Conclusion: We report 73 pregnancies in patients receiving vedolizumab or ustekinumab without a negative signal on maternal or neonatal outcomes. Further prospective studies are needed on the outcomes of pregnancies with new biologic drugs.
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http://dx.doi.org/10.1111/apt.16192DOI Listing
February 2021

Comparative efficacy and safety of vedolizumab and infliximab in ulcerative colitis after failure of a first subcutaneous anti-TNF agent: a multicentre cohort study.

Aliment Pharmacol Ther 2020 05 22;51(9):852-860. Epub 2020 Mar 22.

Bordeaux, France.

Background: Few data exist to help select a second biologic agent in patients with refractory ulcerative colitis (UC).

Aim: To compare the efficacy of infliximab (IFX) and vedolizumab (VDZ) in UC patients who failed a first subcutaneous anti-tumor necrosing factor (TNF) agent.

Methods: Consecutive UC patients from 12 French centres starting IFX or VDZ after at least one injection of adalimumab or golimumab have been included in a retrospective study. Outcomes were clinical remission at week 14, survival without treatment discontinuation and survival without UC-related event.

Results: Among the 225 patients included, clinical remission at week 14 was achieved in 40/154 (26%) patients treated with IFX and in 35/71 (49%) treated with VDZ (P = 0.001). After a propensity score matching analysis, this difference remained significant (odds ratio: 1.67; 95% confidence interval: 1.08-2.56; P = 0.02). With a median follow-up of 117 weeks, survival rates without treatment discontinuation at years 1 and 3 were 50% and 29% with IFX, and 80% and 55% with VDZ, respectively (P < 0.001). Regarding survival without UC-related event, they were 49% and 27% with IFX, and 74% and 52% with VDZ (P < 0.01).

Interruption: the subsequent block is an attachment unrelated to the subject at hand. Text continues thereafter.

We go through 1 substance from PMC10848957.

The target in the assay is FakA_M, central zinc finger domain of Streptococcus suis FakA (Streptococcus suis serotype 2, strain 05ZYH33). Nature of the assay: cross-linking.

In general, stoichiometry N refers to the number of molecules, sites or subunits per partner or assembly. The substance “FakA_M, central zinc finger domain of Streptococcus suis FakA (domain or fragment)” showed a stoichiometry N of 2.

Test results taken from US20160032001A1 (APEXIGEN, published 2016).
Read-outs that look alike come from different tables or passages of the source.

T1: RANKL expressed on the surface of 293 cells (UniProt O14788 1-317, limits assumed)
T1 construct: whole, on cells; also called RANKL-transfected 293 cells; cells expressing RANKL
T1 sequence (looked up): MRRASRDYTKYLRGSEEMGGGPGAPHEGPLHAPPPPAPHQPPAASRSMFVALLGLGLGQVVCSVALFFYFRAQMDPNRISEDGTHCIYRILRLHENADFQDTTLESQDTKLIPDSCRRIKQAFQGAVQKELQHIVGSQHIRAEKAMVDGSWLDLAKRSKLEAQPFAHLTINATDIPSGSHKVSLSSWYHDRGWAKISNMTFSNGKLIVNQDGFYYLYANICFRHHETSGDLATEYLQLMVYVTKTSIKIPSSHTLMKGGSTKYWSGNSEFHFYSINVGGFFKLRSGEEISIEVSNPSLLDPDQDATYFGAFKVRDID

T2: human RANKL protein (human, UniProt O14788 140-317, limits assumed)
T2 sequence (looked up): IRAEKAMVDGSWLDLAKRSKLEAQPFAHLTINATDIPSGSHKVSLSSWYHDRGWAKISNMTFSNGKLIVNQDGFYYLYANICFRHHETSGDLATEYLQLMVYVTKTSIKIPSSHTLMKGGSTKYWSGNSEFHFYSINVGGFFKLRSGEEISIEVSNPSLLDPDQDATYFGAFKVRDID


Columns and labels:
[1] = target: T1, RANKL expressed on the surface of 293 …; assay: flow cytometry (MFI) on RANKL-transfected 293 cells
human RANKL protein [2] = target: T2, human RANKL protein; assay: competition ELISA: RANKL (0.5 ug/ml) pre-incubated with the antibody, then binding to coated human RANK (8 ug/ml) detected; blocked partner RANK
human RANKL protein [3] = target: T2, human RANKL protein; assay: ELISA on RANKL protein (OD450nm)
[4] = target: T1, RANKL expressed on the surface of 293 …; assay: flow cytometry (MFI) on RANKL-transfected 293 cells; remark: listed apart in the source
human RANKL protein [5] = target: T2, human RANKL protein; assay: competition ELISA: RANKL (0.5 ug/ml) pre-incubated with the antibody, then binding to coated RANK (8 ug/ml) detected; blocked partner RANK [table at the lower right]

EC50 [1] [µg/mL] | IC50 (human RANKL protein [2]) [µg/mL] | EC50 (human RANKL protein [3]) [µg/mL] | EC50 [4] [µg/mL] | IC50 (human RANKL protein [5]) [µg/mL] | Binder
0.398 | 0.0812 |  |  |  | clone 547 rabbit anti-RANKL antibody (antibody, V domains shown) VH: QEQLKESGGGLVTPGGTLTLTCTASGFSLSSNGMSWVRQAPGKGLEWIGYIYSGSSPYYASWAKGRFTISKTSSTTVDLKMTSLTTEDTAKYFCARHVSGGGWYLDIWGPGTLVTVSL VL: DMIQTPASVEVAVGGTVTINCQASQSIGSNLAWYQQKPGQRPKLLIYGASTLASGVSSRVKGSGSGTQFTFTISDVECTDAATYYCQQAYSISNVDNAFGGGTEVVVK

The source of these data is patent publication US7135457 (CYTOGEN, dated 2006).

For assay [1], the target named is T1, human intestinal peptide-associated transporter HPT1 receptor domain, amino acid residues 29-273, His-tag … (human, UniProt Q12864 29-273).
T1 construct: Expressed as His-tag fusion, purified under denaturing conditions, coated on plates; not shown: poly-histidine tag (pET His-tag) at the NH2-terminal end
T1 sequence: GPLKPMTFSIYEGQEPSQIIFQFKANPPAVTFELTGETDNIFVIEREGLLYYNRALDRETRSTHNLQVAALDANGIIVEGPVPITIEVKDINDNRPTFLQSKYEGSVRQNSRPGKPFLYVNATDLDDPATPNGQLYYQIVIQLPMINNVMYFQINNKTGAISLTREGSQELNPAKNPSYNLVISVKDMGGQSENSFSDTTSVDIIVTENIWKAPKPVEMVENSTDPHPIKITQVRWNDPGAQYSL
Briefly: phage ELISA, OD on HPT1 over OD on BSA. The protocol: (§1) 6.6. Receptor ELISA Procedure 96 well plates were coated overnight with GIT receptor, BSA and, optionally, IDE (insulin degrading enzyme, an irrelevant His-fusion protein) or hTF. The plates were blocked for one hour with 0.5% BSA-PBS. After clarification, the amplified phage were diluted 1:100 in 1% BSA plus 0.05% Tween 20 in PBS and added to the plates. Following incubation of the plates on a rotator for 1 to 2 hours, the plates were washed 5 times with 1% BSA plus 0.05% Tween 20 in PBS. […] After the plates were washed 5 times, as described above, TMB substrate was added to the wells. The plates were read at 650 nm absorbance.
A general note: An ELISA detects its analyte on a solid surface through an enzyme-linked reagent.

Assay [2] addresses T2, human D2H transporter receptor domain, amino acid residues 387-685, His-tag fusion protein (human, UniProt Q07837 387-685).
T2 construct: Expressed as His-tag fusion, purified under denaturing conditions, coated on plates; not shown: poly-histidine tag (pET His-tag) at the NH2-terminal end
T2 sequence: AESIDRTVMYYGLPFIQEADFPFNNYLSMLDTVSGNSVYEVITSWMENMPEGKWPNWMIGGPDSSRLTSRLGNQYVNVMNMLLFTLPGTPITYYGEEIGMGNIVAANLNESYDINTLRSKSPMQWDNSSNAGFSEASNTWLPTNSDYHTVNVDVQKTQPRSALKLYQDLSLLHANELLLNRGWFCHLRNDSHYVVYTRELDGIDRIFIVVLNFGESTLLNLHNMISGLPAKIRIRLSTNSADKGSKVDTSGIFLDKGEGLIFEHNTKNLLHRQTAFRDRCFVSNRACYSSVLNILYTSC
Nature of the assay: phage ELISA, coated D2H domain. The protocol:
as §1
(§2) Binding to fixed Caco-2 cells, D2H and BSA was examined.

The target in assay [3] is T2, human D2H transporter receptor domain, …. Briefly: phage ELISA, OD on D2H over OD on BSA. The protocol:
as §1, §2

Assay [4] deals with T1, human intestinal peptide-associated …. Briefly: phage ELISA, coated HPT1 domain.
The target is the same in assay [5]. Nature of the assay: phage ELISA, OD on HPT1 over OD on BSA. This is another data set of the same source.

Conclusion: After failure of a first subcutaneous anti-TNF agent, UC patients were more likely to achieve clinical remission with VDZ than those treated with IFX. Although due to prescription habits patients in the IFX group had a significantly more severe disease, these differences remained after adjustments and subgroup analyses. Such results have to be confirmed prospectively and warrant dedicated head-to-head trials.
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http://dx.doi.org/10.1111/apt.15680DOI Listing
May 2020

Combined evaluation of biomarkers as predictor of maintained remission in Crohn's disease.

World J Gastroenterol 2019 May;25(19):2354-2364

Inserm 3iHP, CHU Clermont-Ferrand, Service d'Hépato-Gastro Entérologie, Université Clermont Auvergne, Clermont-Ferrand F-63000, France.

Background: The individual performances and the complementarity of Crohn's disease (CD) activity index (CDAI), C-reactive protein (CRP) and faecal calprotectin (Fcal) to monitor patients with CD remain poorly investigated in the era of "tight control" and "treat to target" strategies.

Aim: To assess CDAI, CRP and Fcal variation, alone or combined, after 12 wk (W12) of anti-tumor necrosis factor (TNF) therapy to predict corticosteroids-free remission (CFREM = CDAI < 150, CRP < 2.9 mg/L and Fcal < 250 μg/g with no therapeutic intensification and no surgery) at W52.

Methods: CD adult patients needing anti-TNF therapy with CDAI > 150 and either CRP > 2.9 mg/L or Fcal > 250 μg/g were prospectively enrolled.